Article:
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Br J Community Nurs. 2010 Oct;15(10):480-2, 484.

Managing quality of life in the older person with a stoma.

Author information

  • 1St Mark's Hospital, Harrow. Rebecca.slater@nwlh.nhs.uk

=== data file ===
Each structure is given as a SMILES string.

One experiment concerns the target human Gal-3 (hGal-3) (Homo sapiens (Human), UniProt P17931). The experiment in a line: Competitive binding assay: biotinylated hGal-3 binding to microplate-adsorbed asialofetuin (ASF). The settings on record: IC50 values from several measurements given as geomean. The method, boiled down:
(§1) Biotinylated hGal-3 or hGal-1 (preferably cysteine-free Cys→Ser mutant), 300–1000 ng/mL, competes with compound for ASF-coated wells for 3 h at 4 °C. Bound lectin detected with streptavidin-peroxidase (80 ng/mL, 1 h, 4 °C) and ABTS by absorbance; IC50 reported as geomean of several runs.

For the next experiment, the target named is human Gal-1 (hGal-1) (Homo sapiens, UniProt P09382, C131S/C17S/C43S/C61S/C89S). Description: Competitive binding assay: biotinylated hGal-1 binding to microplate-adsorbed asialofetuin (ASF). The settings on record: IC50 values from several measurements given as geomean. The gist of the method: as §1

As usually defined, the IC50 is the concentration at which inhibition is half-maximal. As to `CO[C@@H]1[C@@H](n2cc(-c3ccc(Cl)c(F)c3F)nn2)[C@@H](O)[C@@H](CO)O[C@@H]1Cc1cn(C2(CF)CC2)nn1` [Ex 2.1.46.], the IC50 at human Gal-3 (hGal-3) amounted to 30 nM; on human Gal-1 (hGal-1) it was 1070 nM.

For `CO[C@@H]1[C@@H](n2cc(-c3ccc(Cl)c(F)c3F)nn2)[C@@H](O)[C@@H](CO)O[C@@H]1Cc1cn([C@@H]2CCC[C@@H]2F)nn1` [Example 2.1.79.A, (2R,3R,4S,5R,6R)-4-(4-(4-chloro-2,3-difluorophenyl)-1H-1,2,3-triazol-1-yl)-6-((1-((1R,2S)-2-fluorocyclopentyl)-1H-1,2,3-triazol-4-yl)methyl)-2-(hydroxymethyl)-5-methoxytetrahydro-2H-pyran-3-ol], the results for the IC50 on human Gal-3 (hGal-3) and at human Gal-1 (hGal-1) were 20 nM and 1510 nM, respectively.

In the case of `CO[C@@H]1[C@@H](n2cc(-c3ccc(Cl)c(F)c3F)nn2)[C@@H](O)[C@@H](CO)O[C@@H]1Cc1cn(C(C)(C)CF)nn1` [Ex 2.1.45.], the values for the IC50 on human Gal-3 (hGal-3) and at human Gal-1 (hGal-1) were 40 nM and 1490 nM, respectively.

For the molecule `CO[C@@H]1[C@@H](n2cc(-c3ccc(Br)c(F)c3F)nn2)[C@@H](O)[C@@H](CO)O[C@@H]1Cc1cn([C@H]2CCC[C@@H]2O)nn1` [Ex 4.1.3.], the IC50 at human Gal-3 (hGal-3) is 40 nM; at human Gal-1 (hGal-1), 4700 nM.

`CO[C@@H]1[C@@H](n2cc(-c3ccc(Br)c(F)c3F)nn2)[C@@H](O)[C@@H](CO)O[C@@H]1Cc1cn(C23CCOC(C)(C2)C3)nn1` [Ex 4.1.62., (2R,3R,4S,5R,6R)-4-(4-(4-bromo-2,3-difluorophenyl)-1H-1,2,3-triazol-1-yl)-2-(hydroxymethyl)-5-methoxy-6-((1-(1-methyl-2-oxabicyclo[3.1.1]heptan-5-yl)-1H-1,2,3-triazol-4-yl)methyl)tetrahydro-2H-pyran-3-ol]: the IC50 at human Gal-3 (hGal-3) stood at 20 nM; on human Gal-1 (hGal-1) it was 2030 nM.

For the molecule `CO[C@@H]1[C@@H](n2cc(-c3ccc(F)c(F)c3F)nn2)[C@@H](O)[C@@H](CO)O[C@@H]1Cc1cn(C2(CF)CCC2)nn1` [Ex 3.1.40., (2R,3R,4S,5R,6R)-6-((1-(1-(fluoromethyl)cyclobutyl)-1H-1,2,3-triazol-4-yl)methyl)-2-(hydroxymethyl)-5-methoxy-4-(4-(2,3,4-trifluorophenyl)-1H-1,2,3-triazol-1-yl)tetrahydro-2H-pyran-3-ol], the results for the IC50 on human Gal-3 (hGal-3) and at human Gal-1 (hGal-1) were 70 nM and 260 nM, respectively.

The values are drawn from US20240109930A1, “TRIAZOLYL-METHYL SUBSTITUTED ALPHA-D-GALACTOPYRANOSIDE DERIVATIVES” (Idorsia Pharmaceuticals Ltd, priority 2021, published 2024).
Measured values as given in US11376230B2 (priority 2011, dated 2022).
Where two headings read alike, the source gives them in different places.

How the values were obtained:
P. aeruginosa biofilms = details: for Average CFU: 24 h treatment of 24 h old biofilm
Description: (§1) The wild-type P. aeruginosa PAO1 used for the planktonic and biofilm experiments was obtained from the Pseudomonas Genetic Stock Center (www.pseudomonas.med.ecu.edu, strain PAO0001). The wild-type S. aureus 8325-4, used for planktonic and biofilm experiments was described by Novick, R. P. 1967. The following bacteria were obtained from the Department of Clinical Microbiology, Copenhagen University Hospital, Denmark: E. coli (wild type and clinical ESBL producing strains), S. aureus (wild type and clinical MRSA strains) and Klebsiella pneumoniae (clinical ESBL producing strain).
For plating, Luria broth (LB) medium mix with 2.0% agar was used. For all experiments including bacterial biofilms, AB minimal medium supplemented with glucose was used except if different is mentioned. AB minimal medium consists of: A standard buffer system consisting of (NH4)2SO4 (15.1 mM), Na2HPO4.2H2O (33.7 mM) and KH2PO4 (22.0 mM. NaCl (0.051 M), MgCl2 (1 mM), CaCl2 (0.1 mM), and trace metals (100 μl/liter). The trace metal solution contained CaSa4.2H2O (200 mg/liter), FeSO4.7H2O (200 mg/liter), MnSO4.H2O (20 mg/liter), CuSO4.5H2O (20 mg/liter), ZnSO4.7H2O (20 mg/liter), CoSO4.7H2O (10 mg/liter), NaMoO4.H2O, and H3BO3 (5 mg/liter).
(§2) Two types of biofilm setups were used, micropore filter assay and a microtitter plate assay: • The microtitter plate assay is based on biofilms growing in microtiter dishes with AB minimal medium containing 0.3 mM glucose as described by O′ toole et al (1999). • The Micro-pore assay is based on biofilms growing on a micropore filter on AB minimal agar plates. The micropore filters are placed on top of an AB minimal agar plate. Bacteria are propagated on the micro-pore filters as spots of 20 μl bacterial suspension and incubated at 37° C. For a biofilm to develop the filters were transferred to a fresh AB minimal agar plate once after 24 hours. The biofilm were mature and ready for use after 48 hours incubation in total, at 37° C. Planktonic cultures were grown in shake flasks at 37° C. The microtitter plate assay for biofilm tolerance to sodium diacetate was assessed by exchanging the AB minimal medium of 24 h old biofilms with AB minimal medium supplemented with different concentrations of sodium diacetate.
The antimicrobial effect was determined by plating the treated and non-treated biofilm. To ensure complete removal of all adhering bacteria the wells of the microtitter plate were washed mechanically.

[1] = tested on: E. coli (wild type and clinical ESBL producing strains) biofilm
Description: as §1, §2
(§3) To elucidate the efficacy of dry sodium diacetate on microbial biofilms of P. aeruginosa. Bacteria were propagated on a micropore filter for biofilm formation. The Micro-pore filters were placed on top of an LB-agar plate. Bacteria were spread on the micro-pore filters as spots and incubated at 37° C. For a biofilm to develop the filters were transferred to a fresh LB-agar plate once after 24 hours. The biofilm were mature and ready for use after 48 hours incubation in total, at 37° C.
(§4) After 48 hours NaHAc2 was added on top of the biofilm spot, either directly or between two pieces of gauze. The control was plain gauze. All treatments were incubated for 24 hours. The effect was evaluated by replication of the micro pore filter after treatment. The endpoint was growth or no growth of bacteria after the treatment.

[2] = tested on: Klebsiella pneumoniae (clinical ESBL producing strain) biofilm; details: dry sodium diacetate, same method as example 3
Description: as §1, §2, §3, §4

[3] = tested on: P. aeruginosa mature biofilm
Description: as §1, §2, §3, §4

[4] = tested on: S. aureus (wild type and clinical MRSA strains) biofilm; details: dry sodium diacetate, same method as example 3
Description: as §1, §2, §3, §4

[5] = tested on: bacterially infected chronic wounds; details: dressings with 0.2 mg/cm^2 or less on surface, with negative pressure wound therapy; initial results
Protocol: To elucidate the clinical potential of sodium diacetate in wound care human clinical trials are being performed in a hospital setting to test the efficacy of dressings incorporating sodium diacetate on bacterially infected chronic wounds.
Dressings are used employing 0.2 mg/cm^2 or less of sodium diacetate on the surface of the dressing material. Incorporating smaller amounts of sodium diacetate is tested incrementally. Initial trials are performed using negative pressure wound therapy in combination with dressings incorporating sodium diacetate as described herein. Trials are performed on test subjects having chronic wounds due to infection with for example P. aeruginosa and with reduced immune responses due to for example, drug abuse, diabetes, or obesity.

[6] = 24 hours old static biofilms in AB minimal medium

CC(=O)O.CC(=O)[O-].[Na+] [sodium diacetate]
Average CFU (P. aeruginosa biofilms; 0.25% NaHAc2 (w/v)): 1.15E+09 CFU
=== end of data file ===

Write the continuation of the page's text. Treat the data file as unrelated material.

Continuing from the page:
Undergoing surgery and having the formation of a stoma may be required for a number of reasons and how a patient accepts their new body image and changes to their lifestyle can be greatly determined by the support and care they receive from their stoma nurse and other health professionals involved in their recovery after stoma formation. Preparing a patient pre-operatively and taking time to listen to their individual needs will enhance their perception of living with a stoma and accepting their stoma, thus not negatively impacting on what they perceive to be their quality of life. Acknowledging the quality of life of an individual and taking measures to maintain a person's quality of life at an early stage within the surgical pathway will have a positive impact on a patient's recovery from surgery and ability to cope with the daily routine involved when living with a stoma. Nurses need to understand what their patient perceives as a good quality of life and how to alter any negative factors that may inhibit a patient's ability to care for and accept their stoma.

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